Bilateral Agreement Between Easa And Faa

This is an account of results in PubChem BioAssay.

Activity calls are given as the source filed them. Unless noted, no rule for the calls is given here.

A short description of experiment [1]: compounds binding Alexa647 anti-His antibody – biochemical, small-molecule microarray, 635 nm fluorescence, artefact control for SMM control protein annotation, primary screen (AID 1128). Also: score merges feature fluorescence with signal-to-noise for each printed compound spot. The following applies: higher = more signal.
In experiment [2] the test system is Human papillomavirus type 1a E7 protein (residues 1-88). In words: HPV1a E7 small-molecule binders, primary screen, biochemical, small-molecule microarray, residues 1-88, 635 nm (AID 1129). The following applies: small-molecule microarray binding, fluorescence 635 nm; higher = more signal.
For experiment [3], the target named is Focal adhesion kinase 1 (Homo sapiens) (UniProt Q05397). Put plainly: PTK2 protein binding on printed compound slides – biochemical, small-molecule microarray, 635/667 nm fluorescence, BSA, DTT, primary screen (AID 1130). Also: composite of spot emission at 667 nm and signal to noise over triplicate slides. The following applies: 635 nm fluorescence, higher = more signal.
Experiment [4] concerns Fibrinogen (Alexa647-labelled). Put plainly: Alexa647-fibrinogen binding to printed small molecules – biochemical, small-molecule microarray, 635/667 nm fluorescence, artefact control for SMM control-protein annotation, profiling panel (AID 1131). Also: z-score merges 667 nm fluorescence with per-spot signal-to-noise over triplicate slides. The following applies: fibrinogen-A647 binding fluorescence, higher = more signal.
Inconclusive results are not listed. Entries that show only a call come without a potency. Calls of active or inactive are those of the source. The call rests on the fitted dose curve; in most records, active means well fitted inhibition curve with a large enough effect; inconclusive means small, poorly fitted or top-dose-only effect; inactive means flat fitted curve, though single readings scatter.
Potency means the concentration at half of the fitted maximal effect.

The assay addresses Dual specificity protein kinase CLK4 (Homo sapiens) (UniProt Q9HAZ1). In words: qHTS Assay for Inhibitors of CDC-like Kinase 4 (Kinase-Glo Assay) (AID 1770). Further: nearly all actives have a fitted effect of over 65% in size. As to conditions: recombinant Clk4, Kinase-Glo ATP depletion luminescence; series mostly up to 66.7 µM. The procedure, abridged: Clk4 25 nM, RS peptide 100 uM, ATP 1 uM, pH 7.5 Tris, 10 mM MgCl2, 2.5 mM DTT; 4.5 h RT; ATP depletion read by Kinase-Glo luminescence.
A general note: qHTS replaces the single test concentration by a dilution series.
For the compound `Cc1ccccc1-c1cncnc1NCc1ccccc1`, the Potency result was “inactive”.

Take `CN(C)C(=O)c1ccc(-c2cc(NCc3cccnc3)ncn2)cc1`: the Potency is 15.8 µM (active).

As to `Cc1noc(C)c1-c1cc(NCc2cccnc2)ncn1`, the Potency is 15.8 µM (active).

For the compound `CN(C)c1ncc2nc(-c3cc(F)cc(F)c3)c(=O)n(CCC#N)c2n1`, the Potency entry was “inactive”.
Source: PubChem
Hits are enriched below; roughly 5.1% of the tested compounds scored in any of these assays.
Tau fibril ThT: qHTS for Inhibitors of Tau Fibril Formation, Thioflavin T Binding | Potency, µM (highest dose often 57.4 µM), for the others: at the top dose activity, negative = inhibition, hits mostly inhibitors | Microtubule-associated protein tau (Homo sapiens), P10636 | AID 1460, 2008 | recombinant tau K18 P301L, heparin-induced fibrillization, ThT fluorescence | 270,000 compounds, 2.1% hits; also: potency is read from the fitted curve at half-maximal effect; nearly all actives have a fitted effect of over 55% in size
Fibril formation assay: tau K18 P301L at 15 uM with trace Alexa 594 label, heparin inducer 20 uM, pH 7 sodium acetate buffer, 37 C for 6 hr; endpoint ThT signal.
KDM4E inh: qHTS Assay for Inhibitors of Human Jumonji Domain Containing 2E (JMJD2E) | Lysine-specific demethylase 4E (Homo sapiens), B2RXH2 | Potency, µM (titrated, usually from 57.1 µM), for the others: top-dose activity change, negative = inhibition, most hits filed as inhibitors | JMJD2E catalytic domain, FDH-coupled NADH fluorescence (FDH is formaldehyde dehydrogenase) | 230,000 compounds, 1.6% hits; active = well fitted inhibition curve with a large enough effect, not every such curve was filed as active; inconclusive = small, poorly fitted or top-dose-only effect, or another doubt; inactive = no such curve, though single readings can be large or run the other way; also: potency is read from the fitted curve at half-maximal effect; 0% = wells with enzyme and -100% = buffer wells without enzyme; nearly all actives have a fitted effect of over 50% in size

19 October – Security in today`s global air transport market depends to a large extent on international partnerships between aviation supervisors. The Federal Aviation Administration (FAA) fully adheres to this philosophy, which is why, on 22 September, the Agency updated its long-standing aviation safety agreement with the European Aviation Safety Agency (EASA) under the bilateral agreement ENTRE the EU and the United States (BASA) (see here), which is required for the acceptance of used engines/components of a US repair station. Unlike EASA and Transport Canada, the CPP has not announced a timetable for testing the Boeing 737 Max8. They can now take the time to restore the rights to this aircraft, as their EASA certification agreement allows their C919 certification to come from the credible European Good Housekeeping Seal of Approval. They no longer depend on the FAA. Do you think that this bilateral agreement benefits one party more than the other? Does anyone have “a raw market?” Let us know your thoughts in the comments. In accordance with the bilateral agreement INTER the EU and the United States (BASA) (see here), you can only import an engine with “rebuild” status in Block 11 if it has been released by the original engine manufacturer on Form 8130-3 with blocks 13a. to 13th (left). Bilateral agreements facilitate mutual airworthiness certification of civilian aviation products imported and exported between two signatory states. A bilateral airworthiness agreement (BAA) or a bilateral aviation security agreement (BASA) establishing airworthiness implementation procedures (IAP) provide for technical aviation cooperation between the FAA and its civil aviation authorities. During the meeting, ESA and CAAC adopted the Technical Implementation Procedures (TIP) that will support the agreement, particularly with regard to airworthiness. These administrative and technical procedures describe how the two civil aviation regulators will conduct the validation and mutual recognition of civil aviation products.

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